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eBay or Garage Sale? Which to use? How to decide when selling your stuff.

When deciding whether to sell your stuff on eBay or at a garage sale, consider several factors:

1. Size and shipping costs

Mailing costs rise continuously, so factor that expense when deciding how to sell a large, unwieldy object. Your kids may no longer use that inflatable swimming pool, but few eBay purchasers are going to want to spend $10 on shipping costs for an item they can buy new for nearly that amount at the local discount store.

Small, valuable items, such as jewellery or music CDs, sell well on online auction sites, in large part because they ship so quickly and inexpensively.

Example: That old bowling ball could bring you a buck or two in a yard sale. You would waste your time, and listing fees, on eBay.

2. Condition

A pretty, but chipped, plate or worn jeans could garner 50 cents each on a table at your garage or yard sale, where shoppers are looking for super cheap deals.

Shoppers on eBay, who are more likely to pay for new or next-to-new items, are likely to pass by your listing of these items.

Example: Did you buy some snow pants at last spring’s Sale and find they don’t fit your youngster this winter? Place “NWT” (New with tags) in your eBay description and the buyers will notice.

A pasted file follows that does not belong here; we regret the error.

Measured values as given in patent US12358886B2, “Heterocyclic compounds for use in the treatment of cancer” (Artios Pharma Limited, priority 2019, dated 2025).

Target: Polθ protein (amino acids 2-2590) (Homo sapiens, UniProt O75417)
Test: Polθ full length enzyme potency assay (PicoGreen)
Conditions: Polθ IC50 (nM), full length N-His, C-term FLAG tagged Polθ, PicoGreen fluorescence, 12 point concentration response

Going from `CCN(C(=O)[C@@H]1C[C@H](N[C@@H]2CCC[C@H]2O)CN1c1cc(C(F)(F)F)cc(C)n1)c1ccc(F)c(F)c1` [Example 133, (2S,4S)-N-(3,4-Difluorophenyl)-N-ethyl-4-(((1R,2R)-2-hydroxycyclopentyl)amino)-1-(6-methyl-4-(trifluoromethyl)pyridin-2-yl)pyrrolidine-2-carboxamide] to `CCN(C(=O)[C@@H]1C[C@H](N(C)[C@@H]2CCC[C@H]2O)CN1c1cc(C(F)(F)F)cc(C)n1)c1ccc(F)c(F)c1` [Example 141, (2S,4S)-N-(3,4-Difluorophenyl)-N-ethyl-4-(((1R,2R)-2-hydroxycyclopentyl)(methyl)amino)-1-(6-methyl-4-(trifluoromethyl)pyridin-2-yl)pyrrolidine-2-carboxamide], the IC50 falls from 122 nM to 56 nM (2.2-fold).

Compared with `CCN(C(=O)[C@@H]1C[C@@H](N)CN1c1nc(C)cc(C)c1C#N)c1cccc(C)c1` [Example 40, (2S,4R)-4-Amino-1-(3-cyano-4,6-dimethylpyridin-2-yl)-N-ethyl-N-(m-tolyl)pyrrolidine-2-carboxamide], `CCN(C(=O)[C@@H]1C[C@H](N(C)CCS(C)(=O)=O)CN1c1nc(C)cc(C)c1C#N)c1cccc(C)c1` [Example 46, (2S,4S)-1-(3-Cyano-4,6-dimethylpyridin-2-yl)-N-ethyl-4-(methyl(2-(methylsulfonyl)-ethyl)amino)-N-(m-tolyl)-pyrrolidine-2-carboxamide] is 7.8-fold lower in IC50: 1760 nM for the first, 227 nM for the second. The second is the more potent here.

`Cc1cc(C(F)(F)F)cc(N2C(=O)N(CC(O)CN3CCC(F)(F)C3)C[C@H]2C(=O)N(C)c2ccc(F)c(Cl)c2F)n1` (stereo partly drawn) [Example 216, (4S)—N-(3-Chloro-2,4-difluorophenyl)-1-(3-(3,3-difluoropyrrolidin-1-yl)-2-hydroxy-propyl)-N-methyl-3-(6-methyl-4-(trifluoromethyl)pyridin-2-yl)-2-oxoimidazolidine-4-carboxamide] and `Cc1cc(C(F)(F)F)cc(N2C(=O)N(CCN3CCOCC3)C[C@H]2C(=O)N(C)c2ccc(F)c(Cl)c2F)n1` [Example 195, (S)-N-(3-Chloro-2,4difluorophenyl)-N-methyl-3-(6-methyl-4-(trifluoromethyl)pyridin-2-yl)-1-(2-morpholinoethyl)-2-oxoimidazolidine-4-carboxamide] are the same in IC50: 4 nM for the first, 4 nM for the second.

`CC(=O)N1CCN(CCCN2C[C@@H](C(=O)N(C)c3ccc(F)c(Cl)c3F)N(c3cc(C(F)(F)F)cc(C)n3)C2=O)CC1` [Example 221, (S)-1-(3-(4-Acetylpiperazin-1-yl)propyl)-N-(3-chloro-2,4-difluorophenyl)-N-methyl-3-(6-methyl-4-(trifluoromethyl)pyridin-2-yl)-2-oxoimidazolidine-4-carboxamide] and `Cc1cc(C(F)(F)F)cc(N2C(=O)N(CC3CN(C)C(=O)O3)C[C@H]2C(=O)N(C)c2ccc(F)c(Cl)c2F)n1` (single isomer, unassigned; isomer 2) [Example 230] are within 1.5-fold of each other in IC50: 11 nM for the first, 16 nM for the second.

3. Clothing—brands bring in the bucks


Expensive brand names may distinguish one dress from another at a garage sale, but not by much. Remember, most Saturday morning yard sale shoppers are looking for the cheapest deal. Gymboree, LL Bean, and Hanna Andersson clothing for kids can find buyers willing to pay more than garage sale prices when you place these items on eBay.

Example: Jeans from Kmart? $1 at a yard sale. Jeans from Ambercrombie and Fitch? Possibly a $10 deal on eBay.

4. Number of items, lots

Combine clothing in the same size and season and offer the whole lot as one auction on eBay. Auction “lots” of children’s clothing, in particular, tend to sell well on the site. The advice on condition and brand names still applies. Keep your kids’ seasonal castoffs until the next year, and a parent of a younger child might snap up your offer as an easy way to get a season’s worth of clothing inexpensively.

Example: Garage sale buyers will pick and choose individually priced clothing items. Offering your daughter’s hardly warning summer outfits from last season on eBay will find more buyers and a higher price.

5. Desirability and rarity

Rare and antique offerings are the bread-and-butter of eBay. You can reach more collectors online than you can ever hope to attract to your garage sale.

Example: That old 50s-era radio that never seems to fit anywhere in your house? At least one of the millions of buyers on eBay will want to pay handsomely for it.

6. Factor in eBay costs, mailing and packing time

Selling an item on eBay involves taking a photo (not a requirement, but a smart move on the seller’s part), describing the item, paying listing fees and shipping the item once it’s purchased. Ebay’s Insertion fees (from 20 cents to $4.80) and final value fees (5.25 per cent and higher) combined with fees from payment services like PayPal can decrease your auction earnings.

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